The Other Side of Suicide

With over 6,000 deaths by suicides reported each year in the UK, how much support is given for those who are left behind?

Angela Smata knows all too well the complicated emotions that suicide bereavement brings to a family. 13 years ago, Angela spoke to her husband like she did every day, not knowing that would be her last conversation with him. “I was totally shocked. I had no warning signs; there were no prior attempts. I spoke to him just 15 minutes prior to discovering that he had taken his own life. Every time I go there and think of that moment I am brought right back to 13 years ago and feel the power and the intensity of opening the door and finding that he had hung himself.” She adds “Suicide bereavement is unlike other types of bereavement because unlike other types of deaths their intensity wears off, however, although every case is different for me it took a long time to shake of the shock of finding Mark had taken his life.”

Although Angela says that she and her children were surrounded by incredible support from her strong network of friends and family however she didn’t know anyone else who had to tell their children that their father had taken his own life. That is when Angela turned to SOBS (Survivors of Bereavement by Suicide) where she went to regular support groups. She says, “When I went to the support group there were other parents there who had navigated their children through this experience which really helped me.” She adds “I think that the support that was given to me was mainly because of the incredible doctor who realised I was not depressed and did not need anti depressants to fix the problem but I was heart broken he suggested that I go to a support group as he knew that I needed to really connect with people who had experienced the same lost”

Because Angela felt that she had immense support from the charity she went on to not only be the head of the charity but filmed with the BBC alongside her family in the documentary “Life after Suicide” she explains “The reason we (Angela and her family), chose to open up and take part in the documentary was one, I found that the sharing of other people’s story helped me with the feelings of isolation, knowing other people who were also going through suicide bereavement helped me, so we said yes to the film to almost be that person who shares their story for others not feel alone. And the second reason was that we always said that if we had helped just one person it would have been worth while.”

For someone who wanted to give a little back to the people who had helped the through the incredible tough time it can defiantly be said that Angela didn’t just give back a little she gave back so much to the cause. Angela’s documentary has been shown on three separate occasions for the BBC, helping to break the stigma surrounding suicide bereavement but also suicide itself. Angela admits that she has had an incredible response to the documentary with many people writing to her to tell her how the documentary helped them on one level or another and it hasn’t been just from people who had lost someone to suicide but also people who are suicidal as they said that it helped them realise the other side to suicide and the impact their actions could have on their loved ones.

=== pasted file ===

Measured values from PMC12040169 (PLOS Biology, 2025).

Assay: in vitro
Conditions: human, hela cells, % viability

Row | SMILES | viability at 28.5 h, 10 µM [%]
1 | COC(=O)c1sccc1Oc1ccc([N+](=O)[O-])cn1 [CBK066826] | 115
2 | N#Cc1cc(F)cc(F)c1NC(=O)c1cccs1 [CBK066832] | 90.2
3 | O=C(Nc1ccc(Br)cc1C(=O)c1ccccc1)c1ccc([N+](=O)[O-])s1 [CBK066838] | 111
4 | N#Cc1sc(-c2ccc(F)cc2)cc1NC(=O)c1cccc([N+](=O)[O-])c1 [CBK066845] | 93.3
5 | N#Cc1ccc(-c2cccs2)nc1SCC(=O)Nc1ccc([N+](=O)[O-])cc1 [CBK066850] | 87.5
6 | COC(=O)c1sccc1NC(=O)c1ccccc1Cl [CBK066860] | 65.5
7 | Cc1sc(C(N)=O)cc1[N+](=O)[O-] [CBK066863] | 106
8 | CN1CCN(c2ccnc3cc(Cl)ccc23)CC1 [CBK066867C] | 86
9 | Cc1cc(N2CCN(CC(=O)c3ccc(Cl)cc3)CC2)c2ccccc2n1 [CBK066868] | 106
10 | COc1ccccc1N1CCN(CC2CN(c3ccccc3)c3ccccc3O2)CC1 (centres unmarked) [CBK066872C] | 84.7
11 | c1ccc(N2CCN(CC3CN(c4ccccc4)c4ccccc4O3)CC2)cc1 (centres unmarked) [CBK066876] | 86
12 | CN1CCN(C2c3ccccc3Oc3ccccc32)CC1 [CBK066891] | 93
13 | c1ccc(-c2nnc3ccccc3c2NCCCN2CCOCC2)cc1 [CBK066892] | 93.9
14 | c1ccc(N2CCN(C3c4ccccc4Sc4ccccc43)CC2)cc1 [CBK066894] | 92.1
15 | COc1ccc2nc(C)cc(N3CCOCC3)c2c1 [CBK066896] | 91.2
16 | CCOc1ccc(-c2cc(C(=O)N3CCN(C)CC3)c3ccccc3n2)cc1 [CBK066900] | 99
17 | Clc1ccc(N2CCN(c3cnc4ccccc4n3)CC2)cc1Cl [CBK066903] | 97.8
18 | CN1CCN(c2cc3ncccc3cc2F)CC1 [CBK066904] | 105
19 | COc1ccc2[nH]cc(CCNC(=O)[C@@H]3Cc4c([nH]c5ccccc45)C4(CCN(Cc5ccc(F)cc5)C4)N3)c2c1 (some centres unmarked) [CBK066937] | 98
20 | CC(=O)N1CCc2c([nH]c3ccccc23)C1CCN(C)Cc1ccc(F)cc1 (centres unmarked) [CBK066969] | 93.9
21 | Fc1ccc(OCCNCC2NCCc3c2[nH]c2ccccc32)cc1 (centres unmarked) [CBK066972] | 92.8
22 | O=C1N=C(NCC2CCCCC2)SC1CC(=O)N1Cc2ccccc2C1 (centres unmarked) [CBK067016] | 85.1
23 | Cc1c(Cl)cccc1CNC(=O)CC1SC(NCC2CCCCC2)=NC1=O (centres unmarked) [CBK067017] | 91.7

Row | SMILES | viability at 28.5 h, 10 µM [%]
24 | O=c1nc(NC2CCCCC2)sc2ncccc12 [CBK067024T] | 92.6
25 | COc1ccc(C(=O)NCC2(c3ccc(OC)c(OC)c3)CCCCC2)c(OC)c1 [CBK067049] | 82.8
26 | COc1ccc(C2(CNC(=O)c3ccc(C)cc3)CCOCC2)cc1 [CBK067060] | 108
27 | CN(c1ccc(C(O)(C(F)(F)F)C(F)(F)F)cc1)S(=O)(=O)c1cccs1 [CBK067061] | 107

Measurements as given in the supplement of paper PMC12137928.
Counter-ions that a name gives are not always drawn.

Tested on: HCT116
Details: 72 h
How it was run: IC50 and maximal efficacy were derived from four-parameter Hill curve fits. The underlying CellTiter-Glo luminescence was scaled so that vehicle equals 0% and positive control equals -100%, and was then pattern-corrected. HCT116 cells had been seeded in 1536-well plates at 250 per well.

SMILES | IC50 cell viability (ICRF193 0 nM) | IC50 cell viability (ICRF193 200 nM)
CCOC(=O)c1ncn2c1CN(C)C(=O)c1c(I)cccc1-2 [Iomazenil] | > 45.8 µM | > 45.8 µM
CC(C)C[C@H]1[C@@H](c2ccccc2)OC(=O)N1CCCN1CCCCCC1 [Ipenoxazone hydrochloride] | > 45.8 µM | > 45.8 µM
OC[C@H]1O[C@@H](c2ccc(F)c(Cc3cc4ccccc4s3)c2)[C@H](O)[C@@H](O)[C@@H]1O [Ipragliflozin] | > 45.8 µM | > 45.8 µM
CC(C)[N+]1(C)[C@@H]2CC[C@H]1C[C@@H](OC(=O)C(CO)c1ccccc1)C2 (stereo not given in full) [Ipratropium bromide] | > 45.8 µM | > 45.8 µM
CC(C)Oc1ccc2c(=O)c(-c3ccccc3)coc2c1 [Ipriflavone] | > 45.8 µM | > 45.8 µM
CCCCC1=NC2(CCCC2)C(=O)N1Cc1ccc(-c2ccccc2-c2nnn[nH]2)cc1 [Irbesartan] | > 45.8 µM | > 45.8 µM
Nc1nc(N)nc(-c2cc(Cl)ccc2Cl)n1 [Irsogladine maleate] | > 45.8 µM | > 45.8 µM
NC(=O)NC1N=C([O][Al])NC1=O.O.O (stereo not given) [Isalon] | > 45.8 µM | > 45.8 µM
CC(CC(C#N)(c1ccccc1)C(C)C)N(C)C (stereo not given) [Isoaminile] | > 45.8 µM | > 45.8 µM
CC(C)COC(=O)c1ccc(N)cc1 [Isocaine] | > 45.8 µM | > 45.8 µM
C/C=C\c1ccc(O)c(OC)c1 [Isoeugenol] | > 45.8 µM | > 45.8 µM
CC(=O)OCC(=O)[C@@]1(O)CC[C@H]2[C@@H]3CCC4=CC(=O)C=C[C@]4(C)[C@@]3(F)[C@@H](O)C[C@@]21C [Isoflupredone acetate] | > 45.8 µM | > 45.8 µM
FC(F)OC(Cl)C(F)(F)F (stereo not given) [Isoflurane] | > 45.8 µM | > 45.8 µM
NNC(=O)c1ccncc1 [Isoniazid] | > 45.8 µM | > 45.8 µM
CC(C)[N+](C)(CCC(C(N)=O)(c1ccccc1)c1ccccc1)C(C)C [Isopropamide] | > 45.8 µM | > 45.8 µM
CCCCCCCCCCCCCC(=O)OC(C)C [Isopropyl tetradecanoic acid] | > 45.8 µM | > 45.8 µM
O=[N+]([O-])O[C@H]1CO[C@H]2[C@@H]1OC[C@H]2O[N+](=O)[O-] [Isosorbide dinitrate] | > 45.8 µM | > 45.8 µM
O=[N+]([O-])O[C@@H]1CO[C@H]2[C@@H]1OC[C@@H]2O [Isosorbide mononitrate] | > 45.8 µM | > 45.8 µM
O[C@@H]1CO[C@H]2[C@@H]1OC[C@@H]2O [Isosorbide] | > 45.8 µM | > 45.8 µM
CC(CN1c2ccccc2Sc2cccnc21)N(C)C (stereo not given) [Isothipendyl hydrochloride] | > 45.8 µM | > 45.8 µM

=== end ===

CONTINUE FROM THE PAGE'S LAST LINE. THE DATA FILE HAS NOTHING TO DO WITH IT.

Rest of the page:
However, the support that Angela received cannot be said for everyone. Like many people, Matthew Wootten felt isolated when he lost his uncle to suicide in 2014 and is still angry with the lack of support he felt there was for him and his family”. He strongly believes that the NHS and government should be doing more and should supply and offer accessible services specifically tailed for suicide bereavement because he says it is different types grief.

“Losing my Uncle was unlike anything I had experienced before. Initially, I was in shock, disbelief because I could not believe that my uncle, the man who was the life and soul of the party was capable of something like that. It wasn’t until his body was identified a couple of days later that it began to sink in, but before then I just kept thinking that it had to be a mistake.”

“Suicide is unlike I guess your average bereavement, I was left with so many questions and different emotions. I kept asking myself why did he do it? Was there anything I could have done to prevent it? And even then I didn’t know whether to share how he died to people, I didn’t know whether or not I should have been embarrassed or I guessed ashamed of what he had done. There needs to be more talking about suicide and the bereavement process, so that those bereaving a friend or a family member from suicide know that they are not alone. Yes I had friends that supported me and my family through this time, however life goes on and people move on but sometimes I feel we are still stuck and that life has not been the same since”

If you or anyone you know are going through suicide bereavement know that you are not alone and that there are services and support groups.

http://uk-sobs.org.uk/suicide-bereavement/

http://supportaftersuicide.org.uk/

 

Paige Bradley

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